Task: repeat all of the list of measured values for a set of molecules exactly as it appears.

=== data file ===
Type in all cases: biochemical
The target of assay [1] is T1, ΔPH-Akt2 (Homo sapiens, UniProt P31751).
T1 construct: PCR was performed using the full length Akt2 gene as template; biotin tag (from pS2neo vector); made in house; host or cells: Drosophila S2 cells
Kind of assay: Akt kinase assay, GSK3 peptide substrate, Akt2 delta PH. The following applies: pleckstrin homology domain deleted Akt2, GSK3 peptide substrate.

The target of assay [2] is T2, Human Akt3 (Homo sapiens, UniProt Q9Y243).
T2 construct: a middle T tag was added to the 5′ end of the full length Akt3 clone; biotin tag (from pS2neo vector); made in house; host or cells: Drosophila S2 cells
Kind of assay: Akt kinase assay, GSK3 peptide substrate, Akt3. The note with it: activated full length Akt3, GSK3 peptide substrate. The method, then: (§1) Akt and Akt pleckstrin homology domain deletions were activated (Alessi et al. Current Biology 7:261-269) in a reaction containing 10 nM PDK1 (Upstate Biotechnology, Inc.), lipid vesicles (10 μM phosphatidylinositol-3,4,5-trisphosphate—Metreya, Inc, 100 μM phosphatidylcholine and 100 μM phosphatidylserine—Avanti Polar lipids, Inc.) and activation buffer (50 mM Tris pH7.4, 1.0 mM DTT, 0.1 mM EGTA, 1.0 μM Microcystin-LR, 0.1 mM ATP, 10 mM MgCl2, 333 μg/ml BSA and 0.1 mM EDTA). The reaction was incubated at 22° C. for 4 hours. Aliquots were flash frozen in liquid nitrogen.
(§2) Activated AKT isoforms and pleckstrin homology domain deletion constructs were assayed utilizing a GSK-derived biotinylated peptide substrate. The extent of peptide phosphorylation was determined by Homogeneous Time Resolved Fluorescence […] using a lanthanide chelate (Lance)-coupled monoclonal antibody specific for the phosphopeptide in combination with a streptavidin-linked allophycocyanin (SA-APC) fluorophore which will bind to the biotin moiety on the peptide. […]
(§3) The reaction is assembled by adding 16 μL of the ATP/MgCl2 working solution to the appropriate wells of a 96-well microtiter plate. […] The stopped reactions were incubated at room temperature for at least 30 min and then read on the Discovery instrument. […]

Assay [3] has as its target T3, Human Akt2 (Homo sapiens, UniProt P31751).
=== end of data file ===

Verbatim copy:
Type in all cases: biochemical
The target of assay [1] is T1, ΔPH-Akt2 (Homo sapiens, UniProt P31751).
T1 construct: PCR was performed using the full length Akt2 gene as template; biotin tag (from pS2neo vector); made in house; host or cells: Drosophila S2 cells
Kind of assay: Akt kinase assay, GSK3 peptide substrate, Akt2 delta PH. The following applies: pleckstrin homology domain deleted Akt2, GSK3 peptide substrate.

The target of assay [2] is T2, Human Akt3 (Homo sapiens, UniProt Q9Y243).
T2 construct: a middle T tag was added to the 5′ end of the full length Akt3 clone; biotin tag (from pS2neo vector); made in house; host or cells: Drosophila S2 cells
Kind of assay: Akt kinase assay, GSK3 peptide substrate, Akt3. The note with it: activated full length Akt3, GSK3 peptide substrate. The method, then: (§1) Akt and Akt pleckstrin homology domain deletions were activated (Alessi et al. Current Biology 7:261-269) in a reaction containing 10 nM PDK1 (Upstate Biotechnology, Inc.), lipid vesicles (10 μM phosphatidylinositol-3,4,5-trisphosphate—Metreya, Inc, 100 μM phosphatidylcholine and 100 μM phosphatidylserine—Avanti Polar lipids, Inc.) and activation buffer (50 mM Tris pH7.4, 1.0 mM DTT, 0.1 mM EGTA, 1.0 μM Microcystin-LR, 0.1 mM ATP, 10 mM MgCl2, 333 μg/ml BSA and 0.1 mM EDTA). The reaction was incubated at 22° C. for 4 hours. Aliquots were flash frozen in liquid nitrogen.
(§2) Activated AKT isoforms and pleckstrin homology domain deletion constructs were assayed utilizing a GSK-derived biotinylated peptide substrate. The extent of peptide phosphorylation was determined by Homogeneous Time Resolved Fluorescence […] using a lanthanide chelate (Lance)-coupled monoclonal antibody specific for the phosphopeptide in combination with a streptavidin-linked allophycocyanin (SA-APC) fluorophore which will bind to the biotin moiety on the peptide. […]
(§3) The reaction is assembled by adding 16 μL of the ATP/MgCl2 working solution to the appropriate wells of a 96-well microtiter plate. […] The stopped reactions were incubated at room temperature for at least 30 min and then read on the Discovery instrument. […]

Assay [3] has as its target T3, Human Akt2 (Homo sapiens, UniProt P31751).